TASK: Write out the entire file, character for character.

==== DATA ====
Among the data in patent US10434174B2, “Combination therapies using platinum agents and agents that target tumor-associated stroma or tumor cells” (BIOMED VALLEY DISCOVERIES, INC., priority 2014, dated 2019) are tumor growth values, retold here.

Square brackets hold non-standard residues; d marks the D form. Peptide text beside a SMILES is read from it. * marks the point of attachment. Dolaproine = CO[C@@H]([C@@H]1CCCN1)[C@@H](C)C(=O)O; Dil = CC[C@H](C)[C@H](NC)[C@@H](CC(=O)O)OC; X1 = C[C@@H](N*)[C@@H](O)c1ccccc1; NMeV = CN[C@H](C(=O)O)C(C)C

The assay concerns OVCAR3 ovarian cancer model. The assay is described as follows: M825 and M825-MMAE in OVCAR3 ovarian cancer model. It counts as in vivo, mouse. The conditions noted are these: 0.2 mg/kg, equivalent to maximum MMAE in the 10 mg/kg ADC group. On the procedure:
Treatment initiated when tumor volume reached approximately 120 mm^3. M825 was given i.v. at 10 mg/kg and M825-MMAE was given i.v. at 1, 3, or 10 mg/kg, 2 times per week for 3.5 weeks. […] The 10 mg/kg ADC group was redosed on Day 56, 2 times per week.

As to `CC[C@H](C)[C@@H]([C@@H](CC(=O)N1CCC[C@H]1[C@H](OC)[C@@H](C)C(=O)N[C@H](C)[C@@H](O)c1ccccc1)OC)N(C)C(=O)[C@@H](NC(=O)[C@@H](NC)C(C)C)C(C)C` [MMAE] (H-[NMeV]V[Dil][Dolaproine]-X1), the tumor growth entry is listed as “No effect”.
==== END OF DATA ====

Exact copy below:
Among the data in patent US10434174B2, “Combination therapies using platinum agents and agents that target tumor-associated stroma or tumor cells” (BIOMED VALLEY DISCOVERIES, INC., priority 2014, dated 2019) are tumor growth values, retold here.

Square brackets hold non-standard residues; d marks the D form. Peptide text beside a SMILES is read from it. * marks the point of attachment. Dolaproine = CO[C@@H]([C@@H]1CCCN1)[C@@H](C)C(=O)O; Dil = CC[C@H](C)[C@H](NC)[C@@H](CC(=O)O)OC; X1 = C[C@@H](N*)[C@@H](O)c1ccccc1; NMeV = CN[C@H](C(=O)O)C(C)C

The assay concerns OVCAR3 ovarian cancer model. The assay is described as follows: M825 and M825-MMAE in OVCAR3 ovarian cancer model. It counts as in vivo, mouse. The conditions noted are these: 0.2 mg/kg, equivalent to maximum MMAE in the 10 mg/kg ADC group. On the procedure:
Treatment initiated when tumor volume reached approximately 120 mm^3. M825 was given i.v. at 10 mg/kg and M825-MMAE was given i.v. at 1, 3, or 10 mg/kg, 2 times per week for 3.5 weeks. […] The 10 mg/kg ADC group was redosed on Day 56, 2 times per week.

As to `CC[C@H](C)[C@@H]([C@@H](CC(=O)N1CCC[C@H]1[C@H](OC)[C@@H](C)C(=O)N[C@H](C)[C@@H](O)c1ccccc1)OC)N(C)C(=O)[C@@H](NC(=O)[C@@H](NC)C(C)C)C(C)C` [MMAE] (H-[NMeV]V[Dil][Dolaproine]-X1), the tumor growth entry is listed as “No effect”.